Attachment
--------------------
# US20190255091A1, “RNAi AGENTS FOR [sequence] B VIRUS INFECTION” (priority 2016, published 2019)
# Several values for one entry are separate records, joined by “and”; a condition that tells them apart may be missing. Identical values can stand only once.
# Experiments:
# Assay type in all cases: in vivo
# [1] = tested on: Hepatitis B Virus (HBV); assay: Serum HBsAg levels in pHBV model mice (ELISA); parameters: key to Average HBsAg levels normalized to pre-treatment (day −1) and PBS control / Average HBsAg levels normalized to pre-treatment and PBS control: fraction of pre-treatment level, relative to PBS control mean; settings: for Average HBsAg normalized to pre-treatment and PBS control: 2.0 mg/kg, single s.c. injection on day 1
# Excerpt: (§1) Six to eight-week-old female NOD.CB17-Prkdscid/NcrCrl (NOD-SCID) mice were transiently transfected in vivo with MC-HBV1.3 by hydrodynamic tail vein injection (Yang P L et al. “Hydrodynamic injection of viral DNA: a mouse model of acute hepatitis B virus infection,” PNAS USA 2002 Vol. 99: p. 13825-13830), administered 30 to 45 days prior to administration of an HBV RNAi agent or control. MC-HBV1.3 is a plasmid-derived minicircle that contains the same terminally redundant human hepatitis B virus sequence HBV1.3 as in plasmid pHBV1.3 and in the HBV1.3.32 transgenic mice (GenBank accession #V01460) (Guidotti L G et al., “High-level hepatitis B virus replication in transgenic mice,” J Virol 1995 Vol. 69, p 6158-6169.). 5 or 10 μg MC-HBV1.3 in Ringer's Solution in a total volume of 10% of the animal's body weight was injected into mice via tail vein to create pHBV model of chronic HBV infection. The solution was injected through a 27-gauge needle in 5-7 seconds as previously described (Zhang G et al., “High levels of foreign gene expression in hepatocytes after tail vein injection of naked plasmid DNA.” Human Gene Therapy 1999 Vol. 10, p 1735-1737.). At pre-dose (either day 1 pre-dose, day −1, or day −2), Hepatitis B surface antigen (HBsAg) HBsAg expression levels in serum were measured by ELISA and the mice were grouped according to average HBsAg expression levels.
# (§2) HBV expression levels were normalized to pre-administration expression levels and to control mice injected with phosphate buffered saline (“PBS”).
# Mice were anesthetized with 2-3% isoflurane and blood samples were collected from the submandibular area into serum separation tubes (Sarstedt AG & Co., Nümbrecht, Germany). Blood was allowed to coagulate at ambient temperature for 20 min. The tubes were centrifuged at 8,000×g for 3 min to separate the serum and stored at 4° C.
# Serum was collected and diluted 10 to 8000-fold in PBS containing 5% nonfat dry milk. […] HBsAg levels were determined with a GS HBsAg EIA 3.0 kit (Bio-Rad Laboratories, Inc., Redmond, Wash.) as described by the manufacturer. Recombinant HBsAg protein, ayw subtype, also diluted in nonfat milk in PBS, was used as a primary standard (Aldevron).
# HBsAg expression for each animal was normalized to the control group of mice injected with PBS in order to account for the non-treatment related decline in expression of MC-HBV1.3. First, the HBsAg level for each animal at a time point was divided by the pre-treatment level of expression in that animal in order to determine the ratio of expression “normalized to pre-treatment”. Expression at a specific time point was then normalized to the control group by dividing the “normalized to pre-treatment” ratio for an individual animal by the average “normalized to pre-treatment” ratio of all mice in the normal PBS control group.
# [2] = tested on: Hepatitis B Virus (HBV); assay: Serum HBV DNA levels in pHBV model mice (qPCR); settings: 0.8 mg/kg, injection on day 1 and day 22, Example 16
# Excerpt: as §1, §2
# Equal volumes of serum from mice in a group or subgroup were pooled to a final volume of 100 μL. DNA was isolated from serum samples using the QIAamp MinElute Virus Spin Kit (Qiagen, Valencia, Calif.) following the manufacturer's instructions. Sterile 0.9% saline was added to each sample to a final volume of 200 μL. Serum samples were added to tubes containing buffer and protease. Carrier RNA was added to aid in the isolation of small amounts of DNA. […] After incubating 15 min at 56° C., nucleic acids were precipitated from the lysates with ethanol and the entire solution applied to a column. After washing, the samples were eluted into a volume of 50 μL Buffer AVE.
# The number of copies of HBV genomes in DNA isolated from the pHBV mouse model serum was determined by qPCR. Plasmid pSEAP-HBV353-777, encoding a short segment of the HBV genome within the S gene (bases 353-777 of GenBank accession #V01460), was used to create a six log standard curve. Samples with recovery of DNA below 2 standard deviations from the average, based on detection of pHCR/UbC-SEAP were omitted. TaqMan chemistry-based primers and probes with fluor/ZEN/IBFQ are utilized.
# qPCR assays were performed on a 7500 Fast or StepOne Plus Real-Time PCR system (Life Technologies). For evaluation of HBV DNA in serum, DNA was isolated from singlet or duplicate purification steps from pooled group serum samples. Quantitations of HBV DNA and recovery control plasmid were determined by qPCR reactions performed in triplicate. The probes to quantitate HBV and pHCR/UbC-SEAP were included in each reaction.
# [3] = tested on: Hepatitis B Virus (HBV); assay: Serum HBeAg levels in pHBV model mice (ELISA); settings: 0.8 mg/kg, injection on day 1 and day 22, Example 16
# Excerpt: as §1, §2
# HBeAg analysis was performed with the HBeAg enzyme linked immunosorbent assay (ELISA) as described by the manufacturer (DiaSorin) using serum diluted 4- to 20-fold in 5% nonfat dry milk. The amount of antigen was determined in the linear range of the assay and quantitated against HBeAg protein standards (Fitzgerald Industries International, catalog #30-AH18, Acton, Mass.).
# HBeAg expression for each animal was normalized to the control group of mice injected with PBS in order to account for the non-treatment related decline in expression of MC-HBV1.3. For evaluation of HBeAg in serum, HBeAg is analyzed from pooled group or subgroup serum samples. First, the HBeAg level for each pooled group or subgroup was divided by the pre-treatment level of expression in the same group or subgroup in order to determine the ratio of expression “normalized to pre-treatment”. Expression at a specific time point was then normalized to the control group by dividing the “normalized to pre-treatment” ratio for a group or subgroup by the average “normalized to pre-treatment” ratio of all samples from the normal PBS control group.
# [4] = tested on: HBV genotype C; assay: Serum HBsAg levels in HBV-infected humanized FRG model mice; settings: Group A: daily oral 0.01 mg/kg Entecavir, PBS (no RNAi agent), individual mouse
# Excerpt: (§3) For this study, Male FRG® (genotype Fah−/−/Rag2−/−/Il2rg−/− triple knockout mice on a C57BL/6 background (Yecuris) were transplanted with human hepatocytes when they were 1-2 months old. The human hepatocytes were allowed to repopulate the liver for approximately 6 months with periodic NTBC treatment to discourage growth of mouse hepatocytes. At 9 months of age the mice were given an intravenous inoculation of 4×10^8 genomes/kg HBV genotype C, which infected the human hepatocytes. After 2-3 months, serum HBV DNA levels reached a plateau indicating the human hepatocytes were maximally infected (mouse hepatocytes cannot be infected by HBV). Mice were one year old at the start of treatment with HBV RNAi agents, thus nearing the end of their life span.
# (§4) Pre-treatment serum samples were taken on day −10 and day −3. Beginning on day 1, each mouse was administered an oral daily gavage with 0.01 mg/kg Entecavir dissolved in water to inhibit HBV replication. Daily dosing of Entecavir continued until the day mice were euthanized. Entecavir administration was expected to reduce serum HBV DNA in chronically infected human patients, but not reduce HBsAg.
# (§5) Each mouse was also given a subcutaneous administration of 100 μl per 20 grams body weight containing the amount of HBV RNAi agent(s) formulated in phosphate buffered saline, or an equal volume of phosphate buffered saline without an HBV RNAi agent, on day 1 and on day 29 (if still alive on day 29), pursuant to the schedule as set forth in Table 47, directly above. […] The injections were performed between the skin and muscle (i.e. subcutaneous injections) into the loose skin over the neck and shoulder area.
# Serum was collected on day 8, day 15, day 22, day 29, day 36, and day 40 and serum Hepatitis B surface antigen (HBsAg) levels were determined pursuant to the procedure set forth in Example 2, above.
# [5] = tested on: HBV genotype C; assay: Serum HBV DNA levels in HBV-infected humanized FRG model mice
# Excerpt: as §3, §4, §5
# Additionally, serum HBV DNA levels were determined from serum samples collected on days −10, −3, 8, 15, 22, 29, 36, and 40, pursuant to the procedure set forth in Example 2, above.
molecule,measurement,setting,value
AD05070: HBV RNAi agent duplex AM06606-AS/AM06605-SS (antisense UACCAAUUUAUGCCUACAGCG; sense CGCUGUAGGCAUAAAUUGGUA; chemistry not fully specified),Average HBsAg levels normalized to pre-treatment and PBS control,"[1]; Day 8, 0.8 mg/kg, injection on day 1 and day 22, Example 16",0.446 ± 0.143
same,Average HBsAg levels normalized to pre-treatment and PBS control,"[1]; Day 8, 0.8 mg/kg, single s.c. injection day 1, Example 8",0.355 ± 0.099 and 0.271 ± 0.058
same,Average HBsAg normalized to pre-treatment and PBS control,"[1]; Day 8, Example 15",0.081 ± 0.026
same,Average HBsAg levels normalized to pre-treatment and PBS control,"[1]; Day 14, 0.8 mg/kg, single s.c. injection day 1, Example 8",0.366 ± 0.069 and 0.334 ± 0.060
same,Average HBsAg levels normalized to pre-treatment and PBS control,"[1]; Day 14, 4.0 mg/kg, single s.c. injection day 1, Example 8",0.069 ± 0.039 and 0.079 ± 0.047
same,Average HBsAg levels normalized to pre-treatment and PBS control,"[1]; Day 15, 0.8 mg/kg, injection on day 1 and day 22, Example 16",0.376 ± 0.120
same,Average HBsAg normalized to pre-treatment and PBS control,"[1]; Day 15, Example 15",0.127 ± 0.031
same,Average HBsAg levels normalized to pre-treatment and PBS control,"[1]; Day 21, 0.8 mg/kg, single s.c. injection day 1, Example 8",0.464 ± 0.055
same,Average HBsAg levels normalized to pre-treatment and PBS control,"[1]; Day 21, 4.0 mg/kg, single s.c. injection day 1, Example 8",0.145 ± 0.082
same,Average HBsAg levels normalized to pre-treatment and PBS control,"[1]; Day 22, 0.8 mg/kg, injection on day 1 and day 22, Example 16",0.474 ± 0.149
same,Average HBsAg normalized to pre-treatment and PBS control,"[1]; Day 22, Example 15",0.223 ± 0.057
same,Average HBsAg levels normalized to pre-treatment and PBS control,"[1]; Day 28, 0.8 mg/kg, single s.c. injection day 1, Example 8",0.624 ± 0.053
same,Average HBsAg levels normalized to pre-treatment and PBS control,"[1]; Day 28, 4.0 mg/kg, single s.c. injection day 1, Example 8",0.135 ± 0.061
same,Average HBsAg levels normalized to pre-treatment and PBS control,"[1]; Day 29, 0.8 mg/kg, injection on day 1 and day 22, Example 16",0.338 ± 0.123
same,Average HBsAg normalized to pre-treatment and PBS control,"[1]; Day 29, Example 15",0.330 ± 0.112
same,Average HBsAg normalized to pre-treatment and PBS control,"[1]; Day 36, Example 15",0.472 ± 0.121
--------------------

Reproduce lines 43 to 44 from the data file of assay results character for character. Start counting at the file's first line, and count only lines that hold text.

same,Average HBsAg normalized to pre-treatment and PBS control,"[1]; Day 29, Example 15",0.330 ± 0.112
same,Average HBsAg normalized to pre-treatment and PBS control,"[1]; Day 36, Example 15",0.472 ± 0.121